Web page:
Insured more inclined toward healthy behavior
MANAGED CARE February 2012. ©MediMedia USA
Americans who have health insurance are more inclined to exercise, eat fruits and vegetables, and not smoke than those without coverage, according to a Gallup-Healthways Well-Being Index poll.
The poll uses the Healthy Behaviors Index and asks about 200,000 people ages 18 to 64 specifically “whether they smoke, on how many days in the last week they exercised for at least 30 minutes, if they ate healthy all day ‘yesterday,’ and how many days they consumed five or more servings of fruits and vegetables in the last seven days” (http://bit.ly/xWv8MT).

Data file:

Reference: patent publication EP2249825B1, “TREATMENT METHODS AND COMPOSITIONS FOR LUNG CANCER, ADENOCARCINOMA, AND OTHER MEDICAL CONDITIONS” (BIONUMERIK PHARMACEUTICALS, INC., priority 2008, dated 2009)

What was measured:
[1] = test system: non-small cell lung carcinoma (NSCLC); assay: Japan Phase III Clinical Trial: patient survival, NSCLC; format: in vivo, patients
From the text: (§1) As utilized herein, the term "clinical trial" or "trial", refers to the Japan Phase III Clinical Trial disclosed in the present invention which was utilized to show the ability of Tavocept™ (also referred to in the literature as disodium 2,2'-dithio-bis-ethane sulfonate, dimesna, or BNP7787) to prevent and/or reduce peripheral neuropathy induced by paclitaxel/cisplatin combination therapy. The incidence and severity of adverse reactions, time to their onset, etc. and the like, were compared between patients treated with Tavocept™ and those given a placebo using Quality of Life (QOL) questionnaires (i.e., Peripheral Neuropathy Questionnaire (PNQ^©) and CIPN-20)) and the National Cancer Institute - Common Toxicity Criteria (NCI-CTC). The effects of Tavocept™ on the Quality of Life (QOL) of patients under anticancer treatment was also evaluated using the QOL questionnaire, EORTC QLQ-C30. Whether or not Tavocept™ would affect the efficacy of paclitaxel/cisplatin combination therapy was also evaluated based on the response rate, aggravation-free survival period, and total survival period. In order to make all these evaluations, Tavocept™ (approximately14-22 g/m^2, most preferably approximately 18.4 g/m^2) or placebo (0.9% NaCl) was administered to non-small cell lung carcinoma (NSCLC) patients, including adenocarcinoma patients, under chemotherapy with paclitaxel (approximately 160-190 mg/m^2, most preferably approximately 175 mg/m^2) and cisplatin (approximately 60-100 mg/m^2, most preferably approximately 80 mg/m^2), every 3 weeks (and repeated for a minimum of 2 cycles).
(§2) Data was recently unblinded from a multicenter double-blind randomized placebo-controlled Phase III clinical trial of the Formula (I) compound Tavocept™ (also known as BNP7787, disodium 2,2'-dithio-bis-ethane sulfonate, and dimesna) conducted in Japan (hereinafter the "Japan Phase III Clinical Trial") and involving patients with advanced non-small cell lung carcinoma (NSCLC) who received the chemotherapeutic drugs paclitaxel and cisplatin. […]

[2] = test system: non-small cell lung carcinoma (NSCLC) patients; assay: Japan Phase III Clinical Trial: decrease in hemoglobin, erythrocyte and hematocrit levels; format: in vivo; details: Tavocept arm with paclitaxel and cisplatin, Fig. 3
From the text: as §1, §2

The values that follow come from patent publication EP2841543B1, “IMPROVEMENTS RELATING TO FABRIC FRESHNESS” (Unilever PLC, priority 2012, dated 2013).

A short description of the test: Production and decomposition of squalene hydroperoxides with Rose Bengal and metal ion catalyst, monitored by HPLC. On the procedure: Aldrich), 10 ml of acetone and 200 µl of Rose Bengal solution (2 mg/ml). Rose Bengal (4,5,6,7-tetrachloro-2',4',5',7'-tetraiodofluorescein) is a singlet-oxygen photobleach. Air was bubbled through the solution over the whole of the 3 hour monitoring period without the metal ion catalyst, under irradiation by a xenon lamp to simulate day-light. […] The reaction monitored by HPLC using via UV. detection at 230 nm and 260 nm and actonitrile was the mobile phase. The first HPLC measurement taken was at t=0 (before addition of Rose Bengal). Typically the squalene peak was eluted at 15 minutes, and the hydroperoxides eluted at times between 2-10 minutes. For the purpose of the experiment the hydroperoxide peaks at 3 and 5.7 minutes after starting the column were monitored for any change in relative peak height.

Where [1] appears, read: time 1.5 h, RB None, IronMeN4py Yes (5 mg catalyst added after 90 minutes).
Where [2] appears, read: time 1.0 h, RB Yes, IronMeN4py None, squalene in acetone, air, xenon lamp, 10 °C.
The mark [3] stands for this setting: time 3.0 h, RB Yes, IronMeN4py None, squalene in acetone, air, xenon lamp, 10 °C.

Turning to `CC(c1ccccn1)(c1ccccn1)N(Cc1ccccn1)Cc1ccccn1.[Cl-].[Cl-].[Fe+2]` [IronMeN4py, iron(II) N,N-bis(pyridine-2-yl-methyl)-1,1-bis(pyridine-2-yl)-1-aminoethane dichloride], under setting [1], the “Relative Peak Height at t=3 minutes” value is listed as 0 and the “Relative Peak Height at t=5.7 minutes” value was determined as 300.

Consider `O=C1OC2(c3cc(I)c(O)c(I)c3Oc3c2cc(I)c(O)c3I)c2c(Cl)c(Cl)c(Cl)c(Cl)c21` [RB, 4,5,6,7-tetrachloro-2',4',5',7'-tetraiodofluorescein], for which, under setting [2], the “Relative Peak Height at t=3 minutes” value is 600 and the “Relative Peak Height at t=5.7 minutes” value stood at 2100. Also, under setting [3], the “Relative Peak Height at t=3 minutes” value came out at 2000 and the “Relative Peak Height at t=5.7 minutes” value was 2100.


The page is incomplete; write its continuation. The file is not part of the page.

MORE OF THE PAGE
How much wellness programs play a part in the difference is debatable, as only 8 percent of workers “strongly agree their organization does things to help them improve their physical health.”
The Affordable Care Act might increase the influence of wellness programs because, as the survey notes, it “will allow employers to raise wellness program rewards (or penalties) to 30 percent of total premiums in 2014 with the possibility of further increases up to 50 percent.”
Source: Gallup-Healthways Well-Being Index, 2011